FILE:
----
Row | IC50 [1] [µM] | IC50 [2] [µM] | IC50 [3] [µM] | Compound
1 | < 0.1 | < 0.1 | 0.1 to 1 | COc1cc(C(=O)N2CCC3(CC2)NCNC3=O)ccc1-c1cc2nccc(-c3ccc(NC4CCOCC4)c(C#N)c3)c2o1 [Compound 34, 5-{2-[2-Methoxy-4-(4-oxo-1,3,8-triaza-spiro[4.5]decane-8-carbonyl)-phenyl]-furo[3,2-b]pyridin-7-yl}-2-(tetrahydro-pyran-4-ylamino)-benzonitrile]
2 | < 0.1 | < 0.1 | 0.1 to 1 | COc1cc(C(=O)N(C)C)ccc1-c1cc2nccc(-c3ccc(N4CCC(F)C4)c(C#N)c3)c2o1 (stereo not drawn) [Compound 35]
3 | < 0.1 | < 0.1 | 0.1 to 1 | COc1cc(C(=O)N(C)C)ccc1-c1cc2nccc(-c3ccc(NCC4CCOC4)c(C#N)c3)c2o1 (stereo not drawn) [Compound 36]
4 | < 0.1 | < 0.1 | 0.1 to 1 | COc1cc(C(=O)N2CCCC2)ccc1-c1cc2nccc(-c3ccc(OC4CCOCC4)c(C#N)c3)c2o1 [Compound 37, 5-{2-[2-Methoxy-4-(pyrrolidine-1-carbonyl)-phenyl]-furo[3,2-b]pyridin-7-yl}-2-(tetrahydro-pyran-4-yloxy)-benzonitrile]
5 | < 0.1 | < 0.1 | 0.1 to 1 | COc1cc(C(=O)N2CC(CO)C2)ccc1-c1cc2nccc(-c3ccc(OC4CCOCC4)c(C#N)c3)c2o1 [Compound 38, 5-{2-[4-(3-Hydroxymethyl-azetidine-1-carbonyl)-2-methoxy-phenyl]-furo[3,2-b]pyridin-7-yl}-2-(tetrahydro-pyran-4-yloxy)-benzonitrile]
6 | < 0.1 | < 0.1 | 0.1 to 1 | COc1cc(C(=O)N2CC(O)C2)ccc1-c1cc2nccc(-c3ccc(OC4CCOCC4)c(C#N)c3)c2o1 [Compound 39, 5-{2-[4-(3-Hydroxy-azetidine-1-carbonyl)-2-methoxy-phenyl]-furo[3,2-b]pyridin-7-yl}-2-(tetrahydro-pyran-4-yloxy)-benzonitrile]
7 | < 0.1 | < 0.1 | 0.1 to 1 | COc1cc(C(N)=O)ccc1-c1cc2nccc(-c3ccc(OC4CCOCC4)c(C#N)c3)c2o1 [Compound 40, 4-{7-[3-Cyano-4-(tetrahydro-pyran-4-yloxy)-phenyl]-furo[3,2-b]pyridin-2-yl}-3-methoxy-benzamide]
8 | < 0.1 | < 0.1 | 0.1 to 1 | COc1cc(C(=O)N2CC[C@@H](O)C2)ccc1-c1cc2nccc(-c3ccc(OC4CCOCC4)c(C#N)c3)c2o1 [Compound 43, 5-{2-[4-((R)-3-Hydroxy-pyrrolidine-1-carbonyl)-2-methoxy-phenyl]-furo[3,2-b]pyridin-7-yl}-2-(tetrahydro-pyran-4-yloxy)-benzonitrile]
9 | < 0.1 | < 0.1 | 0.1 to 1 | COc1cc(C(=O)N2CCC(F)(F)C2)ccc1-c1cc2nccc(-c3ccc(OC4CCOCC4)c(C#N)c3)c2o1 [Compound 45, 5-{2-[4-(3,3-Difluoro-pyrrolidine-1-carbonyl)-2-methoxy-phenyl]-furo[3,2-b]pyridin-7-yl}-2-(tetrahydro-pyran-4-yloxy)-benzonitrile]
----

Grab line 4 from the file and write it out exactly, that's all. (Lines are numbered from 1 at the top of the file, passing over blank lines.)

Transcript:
3 | < 0.1 | < 0.1 | 0.1 to 1 | COc1cc(C(=O)N(C)C)ccc1-c1cc2nccc(-c3ccc(NCC4CCOC4)c(C#N)c3)c2o1 (stereo not drawn) [Compound 36]